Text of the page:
She had stumbled into her perfect living situation. Her luxurious homes—she owned five—meant nothing; she preferred the security and simplicity of a standard-issue hospital room. It was her cocoon. She had plenty of money to pursue her hobbies and interests, and figured out a way to do it all from a hospital bed. Her relatives didn’t even know she was there, and that was just the way she wanted it. They were mostly distant cousins, and the family ties had pretty much vanished—for her, anyway, although I can imagine how interested they might have been in the health of their dear Cousin Huguette, with $300 million and no direct heirs.
But she was never lonely. There was always somebody to talk to and take care of her, and that leads to perhaps her greatest achievement—she created what sociologist call a “fictive family.” That’s when a group of people who are not related bond together and offer each other support, both emotional and financial, the way a blood family would—or at least should.
The core of the family was her nurse, Hadassah Peri, who, despite her name, was from the Philippines. Hadassah was assigned to Huguette completely by chance, but the two women clicked. Hadassah seems like a nice and devoted person. She worked a 12-hour shift without a day off for years. But still, you can’t help but wonder how she really felt, because, over the years Huguette gave her $31 million.
Yes, that was the secret to Huguette’s fictive family: money. She showered them with cash and presents. Houses and apartments and automobiles were bought for them, tuition was paid for their children’s schools, enormous checks were written as Christmas presents. Hadassah got several checks for $5 million each. Huguette’s assistant, a guy named Chris who kept her doll collection organized, also got several million. Other beneficiaries included her lawyer, her accountant, and a goddaughter she hadn’t seen in years but who wisely kept in touch via poems and letters.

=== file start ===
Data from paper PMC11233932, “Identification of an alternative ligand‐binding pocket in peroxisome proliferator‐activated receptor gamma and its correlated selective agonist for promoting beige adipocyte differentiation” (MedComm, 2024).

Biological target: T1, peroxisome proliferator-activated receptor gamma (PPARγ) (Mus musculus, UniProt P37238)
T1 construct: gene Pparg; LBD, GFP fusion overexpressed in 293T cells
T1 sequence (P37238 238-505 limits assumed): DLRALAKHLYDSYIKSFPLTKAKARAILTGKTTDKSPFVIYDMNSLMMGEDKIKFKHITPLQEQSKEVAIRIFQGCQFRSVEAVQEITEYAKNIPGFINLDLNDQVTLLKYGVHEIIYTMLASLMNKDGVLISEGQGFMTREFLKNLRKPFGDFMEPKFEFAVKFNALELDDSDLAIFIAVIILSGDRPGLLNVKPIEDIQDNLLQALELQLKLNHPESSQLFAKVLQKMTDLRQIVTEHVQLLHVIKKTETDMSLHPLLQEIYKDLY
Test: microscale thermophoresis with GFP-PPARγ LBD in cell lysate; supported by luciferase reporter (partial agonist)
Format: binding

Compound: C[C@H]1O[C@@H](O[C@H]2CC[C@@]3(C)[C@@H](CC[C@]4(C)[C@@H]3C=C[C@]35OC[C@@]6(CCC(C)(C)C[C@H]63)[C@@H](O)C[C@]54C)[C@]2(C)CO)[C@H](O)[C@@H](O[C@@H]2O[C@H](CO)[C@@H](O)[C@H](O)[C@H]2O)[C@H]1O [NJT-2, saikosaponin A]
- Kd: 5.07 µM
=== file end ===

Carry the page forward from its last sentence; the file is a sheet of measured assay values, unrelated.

Was Huguette being exploited or was she getting good value for her money? This leads to the question of who should get a rich person’s money—the blood family with whom she had no contact and didn’t particularly like? Or the fictive family who made her final years so happy?
Huguette finally died in 2011 at the age of 104, and because of two conflicting wills she had drawn up—one favored the blood family, the other the fictive family—the courts had to decide. Just before the case went to trial a settlement was reached, in which everybody got something. The cousins, 30 of them, each got about a million. Hadassah, who perhaps was a little greedy, had to give $5 million back, which she did cheerfully enough, and why not, since she was still the richest nurse in the world. Most of the money went to establish a foundation for the arts.
The big loser was the hospital, I’m glad to report. Their years of scheming netted them a paltry million dollars, not the $125 million they were hoping for. For all her generosity, Huguette knew how to say no. Whenever the top brass came down to visit her in her room, after exchanging pleasantries they would steer the conversation around to how much money she was leaving them. Huguette would say she’d think about it. Then she’d put on the Smurfs.
That cleared the room pretty quick.